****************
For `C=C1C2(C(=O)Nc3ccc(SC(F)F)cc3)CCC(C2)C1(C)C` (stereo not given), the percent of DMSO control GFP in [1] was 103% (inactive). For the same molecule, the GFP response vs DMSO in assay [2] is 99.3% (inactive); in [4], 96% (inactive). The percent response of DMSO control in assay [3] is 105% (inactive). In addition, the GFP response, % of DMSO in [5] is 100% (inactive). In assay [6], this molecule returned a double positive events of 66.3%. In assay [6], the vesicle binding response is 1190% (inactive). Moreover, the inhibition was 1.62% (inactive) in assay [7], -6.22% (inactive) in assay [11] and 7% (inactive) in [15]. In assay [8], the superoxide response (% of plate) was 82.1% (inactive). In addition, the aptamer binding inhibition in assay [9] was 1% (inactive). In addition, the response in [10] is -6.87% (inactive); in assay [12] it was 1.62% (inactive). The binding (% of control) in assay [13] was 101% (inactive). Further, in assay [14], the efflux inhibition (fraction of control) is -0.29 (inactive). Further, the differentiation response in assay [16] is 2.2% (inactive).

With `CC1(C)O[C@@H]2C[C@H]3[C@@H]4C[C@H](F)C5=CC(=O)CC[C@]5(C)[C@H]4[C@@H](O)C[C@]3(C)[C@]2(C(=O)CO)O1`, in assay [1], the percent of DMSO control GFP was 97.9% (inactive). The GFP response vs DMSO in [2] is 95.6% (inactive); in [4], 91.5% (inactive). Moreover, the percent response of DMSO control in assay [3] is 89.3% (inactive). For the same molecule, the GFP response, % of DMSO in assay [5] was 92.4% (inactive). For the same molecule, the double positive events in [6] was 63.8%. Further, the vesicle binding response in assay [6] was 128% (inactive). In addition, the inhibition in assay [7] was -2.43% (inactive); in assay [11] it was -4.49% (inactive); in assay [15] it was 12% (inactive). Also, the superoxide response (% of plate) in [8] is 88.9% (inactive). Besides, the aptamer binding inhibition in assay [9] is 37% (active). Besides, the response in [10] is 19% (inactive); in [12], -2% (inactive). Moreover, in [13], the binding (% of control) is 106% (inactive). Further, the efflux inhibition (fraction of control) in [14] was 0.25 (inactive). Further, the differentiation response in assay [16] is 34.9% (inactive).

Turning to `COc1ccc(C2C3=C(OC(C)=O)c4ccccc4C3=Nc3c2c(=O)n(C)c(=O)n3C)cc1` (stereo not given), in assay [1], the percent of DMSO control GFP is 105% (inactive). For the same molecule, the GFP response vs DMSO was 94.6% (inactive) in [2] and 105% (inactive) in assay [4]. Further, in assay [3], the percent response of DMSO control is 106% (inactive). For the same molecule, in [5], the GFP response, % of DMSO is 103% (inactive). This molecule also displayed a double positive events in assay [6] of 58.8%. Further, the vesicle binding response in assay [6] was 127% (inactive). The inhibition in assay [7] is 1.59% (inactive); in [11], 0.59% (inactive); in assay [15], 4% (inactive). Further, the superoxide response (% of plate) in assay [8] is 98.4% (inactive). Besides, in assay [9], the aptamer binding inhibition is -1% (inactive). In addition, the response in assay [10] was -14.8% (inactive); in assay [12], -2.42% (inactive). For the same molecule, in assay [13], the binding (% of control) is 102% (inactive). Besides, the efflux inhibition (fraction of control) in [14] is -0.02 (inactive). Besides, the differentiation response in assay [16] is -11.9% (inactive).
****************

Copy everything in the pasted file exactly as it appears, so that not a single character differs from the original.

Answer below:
For `C=C1C2(C(=O)Nc3ccc(SC(F)F)cc3)CCC(C2)C1(C)C` (stereo not given), the percent of DMSO control GFP in [1] was 103% (inactive). For the same molecule, the GFP response vs DMSO in assay [2] is 99.3% (inactive); in [4], 96% (inactive). The percent response of DMSO control in assay [3] is 105% (inactive). In addition, the GFP response, % of DMSO in [5] is 100% (inactive). In assay [6], this molecule returned a double positive events of 66.3%. In assay [6], the vesicle binding response is 1190% (inactive). Moreover, the inhibition was 1.62% (inactive) in assay [7], -6.22% (inactive) in assay [11] and 7% (inactive) in [15]. In assay [8], the superoxide response (% of plate) was 82.1% (inactive). In addition, the aptamer binding inhibition in assay [9] was 1% (inactive). In addition, the response in [10] is -6.87% (inactive); in assay [12] it was 1.62% (inactive). The binding (% of control) in assay [13] was 101% (inactive). Further, in assay [14], the efflux inhibition (fraction of control) is -0.29 (inactive). Further, the differentiation response in assay [16] is 2.2% (inactive).

With `CC1(C)O[C@@H]2C[C@H]3[C@@H]4C[C@H](F)C5=CC(=O)CC[C@]5(C)[C@H]4[C@@H](O)C[C@]3(C)[C@]2(C(=O)CO)O1`, in assay [1], the percent of DMSO control GFP was 97.9% (inactive). The GFP response vs DMSO in [2] is 95.6% (inactive); in [4], 91.5% (inactive). Moreover, the percent response of DMSO control in assay [3] is 89.3% (inactive). For the same molecule, the GFP response, % of DMSO in assay [5] was 92.4% (inactive). For the same molecule, the double positive events in [6] was 63.8%. Further, the vesicle binding response in assay [6] was 128% (inactive). In addition, the inhibition in assay [7] was -2.43% (inactive); in assay [11] it was -4.49% (inactive); in assay [15] it was 12% (inactive). Also, the superoxide response (% of plate) in [8] is 88.9% (inactive). Besides, the aptamer binding inhibition in assay [9] is 37% (active). Besides, the response in [10] is 19% (inactive); in [12], -2% (inactive). Moreover, in [13], the binding (% of control) is 106% (inactive). Further, the efflux inhibition (fraction of control) in [14] was 0.25 (inactive). Further, the differentiation response in assay [16] is 34.9% (inactive).

Turning to `COc1ccc(C2C3=C(OC(C)=O)c4ccccc4C3=Nc3c2c(=O)n(C)c(=O)n3C)cc1` (stereo not given), in assay [1], the percent of DMSO control GFP is 105% (inactive). For the same molecule, the GFP response vs DMSO was 94.6% (inactive) in [2] and 105% (inactive) in assay [4]. Further, in assay [3], the percent response of DMSO control is 106% (inactive). For the same molecule, in [5], the GFP response, % of DMSO is 103% (inactive). This molecule also displayed a double positive events in assay [6] of 58.8%. Further, the vesicle binding response in assay [6] was 127% (inactive). The inhibition in assay [7] is 1.59% (inactive); in [11], 0.59% (inactive); in assay [15], 4% (inactive). Further, the superoxide response (% of plate) in assay [8] is 98.4% (inactive). Besides, in assay [9], the aptamer binding inhibition is -1% (inactive). In addition, the response in assay [10] was -14.8% (inactive); in assay [12], -2.42% (inactive). For the same molecule, in assay [13], the binding (% of control) is 102% (inactive). Besides, the efflux inhibition (fraction of control) in [14] is -0.02 (inactive). Besides, the differentiation response in assay [16] is -11.9% (inactive).